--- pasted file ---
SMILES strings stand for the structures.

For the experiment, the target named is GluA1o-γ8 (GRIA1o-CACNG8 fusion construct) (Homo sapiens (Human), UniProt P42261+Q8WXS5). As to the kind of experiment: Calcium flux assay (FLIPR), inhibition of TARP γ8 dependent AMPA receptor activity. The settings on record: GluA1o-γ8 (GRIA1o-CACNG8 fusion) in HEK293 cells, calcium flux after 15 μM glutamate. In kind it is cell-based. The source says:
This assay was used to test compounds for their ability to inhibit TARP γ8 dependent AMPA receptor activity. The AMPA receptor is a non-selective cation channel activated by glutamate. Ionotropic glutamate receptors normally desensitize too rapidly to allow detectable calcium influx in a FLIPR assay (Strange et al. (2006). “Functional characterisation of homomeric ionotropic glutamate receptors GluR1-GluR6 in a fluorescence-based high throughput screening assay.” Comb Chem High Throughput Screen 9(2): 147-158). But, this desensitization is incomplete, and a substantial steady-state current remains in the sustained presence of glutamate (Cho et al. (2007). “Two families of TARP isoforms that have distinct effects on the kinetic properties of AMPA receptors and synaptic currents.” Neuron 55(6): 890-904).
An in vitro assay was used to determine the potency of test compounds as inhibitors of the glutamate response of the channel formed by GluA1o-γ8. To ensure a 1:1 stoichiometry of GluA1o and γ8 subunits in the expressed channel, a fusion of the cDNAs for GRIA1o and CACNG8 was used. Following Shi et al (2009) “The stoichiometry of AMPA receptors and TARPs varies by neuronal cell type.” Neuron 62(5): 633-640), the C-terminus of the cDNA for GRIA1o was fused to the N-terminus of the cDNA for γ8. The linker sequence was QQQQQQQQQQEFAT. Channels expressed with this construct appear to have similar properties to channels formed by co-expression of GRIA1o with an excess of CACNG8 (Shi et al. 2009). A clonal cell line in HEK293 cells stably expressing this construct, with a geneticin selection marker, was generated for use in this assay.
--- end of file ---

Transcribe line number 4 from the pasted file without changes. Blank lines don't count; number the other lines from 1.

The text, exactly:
An in vitro assay was used to determine the potency of test compounds as inhibitors of the glutamate response of the channel formed by GluA1o-γ8. To ensure a 1:1 stoichiometry of GluA1o and γ8 subunits in the expressed channel, a fusion of the cDNAs for GRIA1o and CACNG8 was used. Following Shi et al (2009) “The stoichiometry of AMPA receptors and TARPs varies by neuronal cell type.” Neuron 62(5): 633-640), the C-terminus of the cDNA for GRIA1o was fused to the N-terminus of the cDNA for γ8. The linker sequence was QQQQQQQQQQEFAT. Channels expressed with this construct appear to have similar properties to channels formed by co-expression of GRIA1o with an excess of CACNG8 (Shi et al. 2009). A clonal cell line in HEK293 cells stably expressing this construct, with a geneticin selection marker, was generated for use in this assay.